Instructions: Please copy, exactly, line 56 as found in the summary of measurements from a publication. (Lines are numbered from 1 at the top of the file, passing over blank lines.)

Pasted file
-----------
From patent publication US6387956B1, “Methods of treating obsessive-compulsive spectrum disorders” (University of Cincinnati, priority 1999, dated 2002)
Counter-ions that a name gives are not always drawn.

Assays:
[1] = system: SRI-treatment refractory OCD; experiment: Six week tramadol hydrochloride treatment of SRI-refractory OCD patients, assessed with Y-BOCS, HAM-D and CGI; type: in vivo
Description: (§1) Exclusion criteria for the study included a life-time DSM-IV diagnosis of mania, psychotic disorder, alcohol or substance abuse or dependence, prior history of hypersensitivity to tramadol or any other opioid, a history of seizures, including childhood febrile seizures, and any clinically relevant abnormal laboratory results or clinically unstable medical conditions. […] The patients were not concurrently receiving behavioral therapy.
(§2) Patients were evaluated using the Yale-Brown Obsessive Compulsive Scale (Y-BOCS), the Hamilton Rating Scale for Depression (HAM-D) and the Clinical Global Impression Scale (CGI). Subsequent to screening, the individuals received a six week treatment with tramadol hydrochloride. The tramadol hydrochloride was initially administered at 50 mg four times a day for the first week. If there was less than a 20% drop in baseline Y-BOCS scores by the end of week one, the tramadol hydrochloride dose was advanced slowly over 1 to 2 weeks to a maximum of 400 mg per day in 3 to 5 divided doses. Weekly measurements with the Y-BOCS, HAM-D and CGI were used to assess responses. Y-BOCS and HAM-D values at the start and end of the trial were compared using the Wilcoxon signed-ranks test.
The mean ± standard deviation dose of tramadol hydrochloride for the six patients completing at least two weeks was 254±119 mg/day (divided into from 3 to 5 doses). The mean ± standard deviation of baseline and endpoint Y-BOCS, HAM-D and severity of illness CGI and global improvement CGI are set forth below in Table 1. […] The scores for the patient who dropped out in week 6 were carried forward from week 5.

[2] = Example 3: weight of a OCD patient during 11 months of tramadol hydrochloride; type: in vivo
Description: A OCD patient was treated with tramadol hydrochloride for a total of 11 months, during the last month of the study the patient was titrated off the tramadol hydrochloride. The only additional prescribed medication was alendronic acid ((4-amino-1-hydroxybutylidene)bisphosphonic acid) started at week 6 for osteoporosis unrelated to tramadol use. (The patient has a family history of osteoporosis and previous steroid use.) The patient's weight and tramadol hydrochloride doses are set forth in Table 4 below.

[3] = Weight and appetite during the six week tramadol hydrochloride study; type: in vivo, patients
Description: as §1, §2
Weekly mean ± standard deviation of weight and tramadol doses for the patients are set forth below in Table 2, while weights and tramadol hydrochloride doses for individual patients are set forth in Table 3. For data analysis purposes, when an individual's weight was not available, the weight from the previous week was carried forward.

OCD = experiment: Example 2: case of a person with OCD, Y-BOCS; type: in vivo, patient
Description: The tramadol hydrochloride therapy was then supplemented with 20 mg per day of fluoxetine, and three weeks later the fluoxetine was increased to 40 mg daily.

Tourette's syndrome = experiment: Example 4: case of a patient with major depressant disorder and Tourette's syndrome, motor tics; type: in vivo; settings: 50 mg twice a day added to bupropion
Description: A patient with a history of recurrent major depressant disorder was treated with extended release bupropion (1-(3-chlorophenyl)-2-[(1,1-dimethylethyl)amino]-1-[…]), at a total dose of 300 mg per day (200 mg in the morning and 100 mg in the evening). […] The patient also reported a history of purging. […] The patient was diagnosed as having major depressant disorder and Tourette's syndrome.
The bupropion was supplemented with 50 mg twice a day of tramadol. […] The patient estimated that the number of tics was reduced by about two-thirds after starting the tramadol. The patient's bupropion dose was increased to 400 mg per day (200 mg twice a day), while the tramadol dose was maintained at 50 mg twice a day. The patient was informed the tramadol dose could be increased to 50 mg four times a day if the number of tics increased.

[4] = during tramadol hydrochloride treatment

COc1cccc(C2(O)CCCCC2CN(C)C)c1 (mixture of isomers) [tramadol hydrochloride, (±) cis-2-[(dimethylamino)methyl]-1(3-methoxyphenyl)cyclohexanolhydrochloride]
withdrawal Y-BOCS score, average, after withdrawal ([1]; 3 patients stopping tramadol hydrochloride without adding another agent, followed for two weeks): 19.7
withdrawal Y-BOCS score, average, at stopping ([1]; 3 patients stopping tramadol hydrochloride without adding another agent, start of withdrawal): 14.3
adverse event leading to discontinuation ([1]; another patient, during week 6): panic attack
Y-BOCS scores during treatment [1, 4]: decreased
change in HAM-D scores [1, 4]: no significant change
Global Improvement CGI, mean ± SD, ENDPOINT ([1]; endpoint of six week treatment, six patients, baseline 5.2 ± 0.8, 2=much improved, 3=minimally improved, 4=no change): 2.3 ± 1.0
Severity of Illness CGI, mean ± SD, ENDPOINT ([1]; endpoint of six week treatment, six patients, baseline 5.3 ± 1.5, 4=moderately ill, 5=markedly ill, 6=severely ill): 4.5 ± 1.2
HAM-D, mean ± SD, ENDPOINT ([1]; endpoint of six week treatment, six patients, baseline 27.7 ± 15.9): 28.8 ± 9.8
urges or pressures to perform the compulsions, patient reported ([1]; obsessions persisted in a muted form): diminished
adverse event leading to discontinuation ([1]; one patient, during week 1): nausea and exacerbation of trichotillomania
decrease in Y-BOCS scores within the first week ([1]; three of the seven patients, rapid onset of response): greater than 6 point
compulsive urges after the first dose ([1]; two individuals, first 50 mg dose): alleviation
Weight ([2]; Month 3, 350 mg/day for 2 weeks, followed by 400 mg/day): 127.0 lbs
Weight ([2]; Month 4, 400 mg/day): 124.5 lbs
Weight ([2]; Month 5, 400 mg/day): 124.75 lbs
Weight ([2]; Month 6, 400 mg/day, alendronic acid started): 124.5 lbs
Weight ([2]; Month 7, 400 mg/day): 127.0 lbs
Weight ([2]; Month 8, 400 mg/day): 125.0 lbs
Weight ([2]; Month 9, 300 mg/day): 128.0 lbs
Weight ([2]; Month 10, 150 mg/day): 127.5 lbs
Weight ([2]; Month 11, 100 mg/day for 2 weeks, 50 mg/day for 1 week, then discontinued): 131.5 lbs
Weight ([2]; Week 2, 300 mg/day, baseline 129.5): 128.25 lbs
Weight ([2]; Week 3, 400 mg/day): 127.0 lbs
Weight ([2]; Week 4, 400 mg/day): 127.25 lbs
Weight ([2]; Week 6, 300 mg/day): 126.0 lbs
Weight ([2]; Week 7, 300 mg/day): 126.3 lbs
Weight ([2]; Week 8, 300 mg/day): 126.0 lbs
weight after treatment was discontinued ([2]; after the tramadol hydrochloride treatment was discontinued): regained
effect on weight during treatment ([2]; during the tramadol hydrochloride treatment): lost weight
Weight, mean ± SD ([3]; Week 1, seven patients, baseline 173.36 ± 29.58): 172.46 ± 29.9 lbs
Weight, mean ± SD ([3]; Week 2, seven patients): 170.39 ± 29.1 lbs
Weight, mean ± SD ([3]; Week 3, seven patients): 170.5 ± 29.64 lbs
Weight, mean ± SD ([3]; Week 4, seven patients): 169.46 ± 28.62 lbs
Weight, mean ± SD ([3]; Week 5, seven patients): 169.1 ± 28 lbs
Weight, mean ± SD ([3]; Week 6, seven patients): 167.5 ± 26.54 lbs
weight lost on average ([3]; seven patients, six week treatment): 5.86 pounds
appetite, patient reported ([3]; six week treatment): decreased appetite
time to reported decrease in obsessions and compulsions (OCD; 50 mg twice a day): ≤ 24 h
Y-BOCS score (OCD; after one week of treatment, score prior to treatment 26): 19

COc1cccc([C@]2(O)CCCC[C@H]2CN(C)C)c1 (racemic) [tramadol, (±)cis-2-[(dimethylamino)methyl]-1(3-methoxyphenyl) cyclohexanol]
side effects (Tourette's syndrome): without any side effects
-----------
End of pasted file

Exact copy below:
appetite, patient reported ([3]; six week treatment): decreased appetite